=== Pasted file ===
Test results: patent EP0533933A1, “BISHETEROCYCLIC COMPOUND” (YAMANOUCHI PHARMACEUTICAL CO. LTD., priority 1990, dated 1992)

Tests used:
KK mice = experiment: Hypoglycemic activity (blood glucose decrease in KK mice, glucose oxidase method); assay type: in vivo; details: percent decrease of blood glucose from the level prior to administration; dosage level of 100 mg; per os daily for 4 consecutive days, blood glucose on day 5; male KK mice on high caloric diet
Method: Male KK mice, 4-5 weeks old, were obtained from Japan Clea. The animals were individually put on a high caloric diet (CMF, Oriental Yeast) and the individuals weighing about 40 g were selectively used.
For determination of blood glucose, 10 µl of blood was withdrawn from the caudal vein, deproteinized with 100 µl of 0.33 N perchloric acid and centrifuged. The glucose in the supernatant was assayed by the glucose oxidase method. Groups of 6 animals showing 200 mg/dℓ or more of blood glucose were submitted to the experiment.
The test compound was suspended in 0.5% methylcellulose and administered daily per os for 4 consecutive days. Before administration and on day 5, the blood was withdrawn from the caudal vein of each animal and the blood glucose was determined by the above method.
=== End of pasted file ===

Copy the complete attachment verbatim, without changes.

Test results: patent EP0533933A1, “BISHETEROCYCLIC COMPOUND” (YAMANOUCHI PHARMACEUTICAL CO. LTD., priority 1990, dated 1992)

Tests used:
KK mice = experiment: Hypoglycemic activity (blood glucose decrease in KK mice, glucose oxidase method); assay type: in vivo; details: percent decrease of blood glucose from the level prior to administration; dosage level of 100 mg; per os daily for 4 consecutive days, blood glucose on day 5; male KK mice on high caloric diet
Method: Male KK mice, 4-5 weeks old, were obtained from Japan Clea. The animals were individually put on a high caloric diet (CMF, Oriental Yeast) and the individuals weighing about 40 g were selectively used.
For determination of blood glucose, 10 µl of blood was withdrawn from the caudal vein, deproteinized with 100 µl of 0.33 N perchloric acid and centrifuged. The glucose in the supernatant was assayed by the glucose oxidase method. Groups of 6 animals showing 200 mg/dℓ or more of blood glucose were submitted to the experiment.
The test compound was suspended in 0.5% methylcellulose and administered daily per os for 4 consecutive days. Before administration and on day 5, the blood was withdrawn from the caudal vein of each animal and the blood glucose was determined by the above method.